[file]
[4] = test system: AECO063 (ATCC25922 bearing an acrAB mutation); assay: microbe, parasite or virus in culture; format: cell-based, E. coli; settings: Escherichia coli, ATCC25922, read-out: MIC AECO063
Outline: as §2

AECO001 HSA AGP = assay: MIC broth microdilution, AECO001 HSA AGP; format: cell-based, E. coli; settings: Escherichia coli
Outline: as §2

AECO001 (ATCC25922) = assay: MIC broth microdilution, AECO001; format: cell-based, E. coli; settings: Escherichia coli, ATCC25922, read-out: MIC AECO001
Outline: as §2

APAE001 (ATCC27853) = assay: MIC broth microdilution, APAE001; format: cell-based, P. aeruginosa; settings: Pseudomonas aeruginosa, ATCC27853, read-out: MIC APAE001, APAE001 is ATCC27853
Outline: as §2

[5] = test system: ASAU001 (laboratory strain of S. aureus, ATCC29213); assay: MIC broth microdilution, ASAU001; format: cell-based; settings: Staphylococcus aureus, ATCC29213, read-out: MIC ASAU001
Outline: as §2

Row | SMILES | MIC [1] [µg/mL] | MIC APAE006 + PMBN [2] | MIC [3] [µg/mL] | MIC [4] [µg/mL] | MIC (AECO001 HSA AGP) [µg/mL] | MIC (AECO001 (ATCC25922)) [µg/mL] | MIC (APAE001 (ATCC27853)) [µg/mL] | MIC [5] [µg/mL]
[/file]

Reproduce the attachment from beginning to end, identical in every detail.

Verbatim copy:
[4] = test system: AECO063 (ATCC25922 bearing an acrAB mutation); assay: microbe, parasite or virus in culture; format: cell-based, E. coli; settings: Escherichia coli, ATCC25922, read-out: MIC AECO063
Outline: as §2

AECO001 HSA AGP = assay: MIC broth microdilution, AECO001 HSA AGP; format: cell-based, E. coli; settings: Escherichia coli
Outline: as §2

AECO001 (ATCC25922) = assay: MIC broth microdilution, AECO001; format: cell-based, E. coli; settings: Escherichia coli, ATCC25922, read-out: MIC AECO001
Outline: as §2

APAE001 (ATCC27853) = assay: MIC broth microdilution, APAE001; format: cell-based, P. aeruginosa; settings: Pseudomonas aeruginosa, ATCC27853, read-out: MIC APAE001, APAE001 is ATCC27853
Outline: as §2

[5] = test system: ASAU001 (laboratory strain of S. aureus, ATCC29213); assay: MIC broth microdilution, ASAU001; format: cell-based; settings: Staphylococcus aureus, ATCC29213, read-out: MIC ASAU001
Outline: as §2

Row | SMILES | MIC [1] [µg/mL] | MIC APAE006 + PMBN [2] | MIC [3] [µg/mL] | MIC [4] [µg/mL] | MIC (AECO001 HSA AGP) [µg/mL] | MIC (AECO001 (ATCC25922)) [µg/mL] | MIC (APAE001 (ATCC27853)) [µg/mL] | MIC [5] [µg/mL]